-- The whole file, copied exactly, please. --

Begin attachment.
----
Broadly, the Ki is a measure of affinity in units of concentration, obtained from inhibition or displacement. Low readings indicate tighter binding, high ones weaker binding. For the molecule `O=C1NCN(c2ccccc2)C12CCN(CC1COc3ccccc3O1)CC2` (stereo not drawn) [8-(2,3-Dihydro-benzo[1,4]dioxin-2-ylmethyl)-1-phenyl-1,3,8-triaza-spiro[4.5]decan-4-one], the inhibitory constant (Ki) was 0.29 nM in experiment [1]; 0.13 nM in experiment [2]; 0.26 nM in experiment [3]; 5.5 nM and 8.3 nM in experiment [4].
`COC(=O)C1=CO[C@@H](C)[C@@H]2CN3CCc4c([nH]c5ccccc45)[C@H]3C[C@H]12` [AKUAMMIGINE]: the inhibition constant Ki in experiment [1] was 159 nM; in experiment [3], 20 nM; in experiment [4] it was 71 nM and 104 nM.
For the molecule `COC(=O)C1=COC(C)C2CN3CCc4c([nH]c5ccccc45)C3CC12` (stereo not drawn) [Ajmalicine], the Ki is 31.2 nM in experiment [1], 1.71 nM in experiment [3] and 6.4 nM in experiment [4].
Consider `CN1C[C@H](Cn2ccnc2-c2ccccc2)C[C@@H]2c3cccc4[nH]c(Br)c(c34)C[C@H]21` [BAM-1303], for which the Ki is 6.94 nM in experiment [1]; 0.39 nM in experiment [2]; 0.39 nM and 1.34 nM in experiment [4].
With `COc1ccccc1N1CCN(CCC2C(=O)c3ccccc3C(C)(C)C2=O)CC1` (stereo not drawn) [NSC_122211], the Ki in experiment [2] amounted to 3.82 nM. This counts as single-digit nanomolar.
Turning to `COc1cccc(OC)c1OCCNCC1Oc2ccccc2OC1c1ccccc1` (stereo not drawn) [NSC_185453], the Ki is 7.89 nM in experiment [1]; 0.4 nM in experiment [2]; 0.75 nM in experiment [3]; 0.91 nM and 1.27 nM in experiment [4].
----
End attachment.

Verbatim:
Broadly, the Ki is a measure of affinity in units of concentration, obtained from inhibition or displacement. Low readings indicate tighter binding, high ones weaker binding. For the molecule `O=C1NCN(c2ccccc2)C12CCN(CC1COc3ccccc3O1)CC2` (stereo not drawn) [8-(2,3-Dihydro-benzo[1,4]dioxin-2-ylmethyl)-1-phenyl-1,3,8-triaza-spiro[4.5]decan-4-one], the inhibitory constant (Ki) was 0.29 nM in experiment [1]; 0.13 nM in experiment [2]; 0.26 nM in experiment [3]; 5.5 nM and 8.3 nM in experiment [4].
`COC(=O)C1=CO[C@@H](C)[C@@H]2CN3CCc4c([nH]c5ccccc45)[C@H]3C[C@H]12` [AKUAMMIGINE]: the inhibition constant Ki in experiment [1] was 159 nM; in experiment [3], 20 nM; in experiment [4] it was 71 nM and 104 nM.
For the molecule `COC(=O)C1=COC(C)C2CN3CCc4c([nH]c5ccccc45)C3CC12` (stereo not drawn) [Ajmalicine], the Ki is 31.2 nM in experiment [1], 1.71 nM in experiment [3] and 6.4 nM in experiment [4].
Consider `CN1C[C@H](Cn2ccnc2-c2ccccc2)C[C@@H]2c3cccc4[nH]c(Br)c(c34)C[C@H]21` [BAM-1303], for which the Ki is 6.94 nM in experiment [1]; 0.39 nM in experiment [2]; 0.39 nM and 1.34 nM in experiment [4].
With `COc1ccccc1N1CCN(CCC2C(=O)c3ccccc3C(C)(C)C2=O)CC1` (stereo not drawn) [NSC_122211], the Ki in experiment [2] amounted to 3.82 nM. This counts as single-digit nanomolar.
Turning to `COc1cccc(OC)c1OCCNCC1Oc2ccccc2OC1c1ccccc1` (stereo not drawn) [NSC_185453], the Ki is 7.89 nM in experiment [1]; 0.4 nM in experiment [2]; 0.75 nM in experiment [3]; 0.91 nM and 1.27 nM in experiment [4].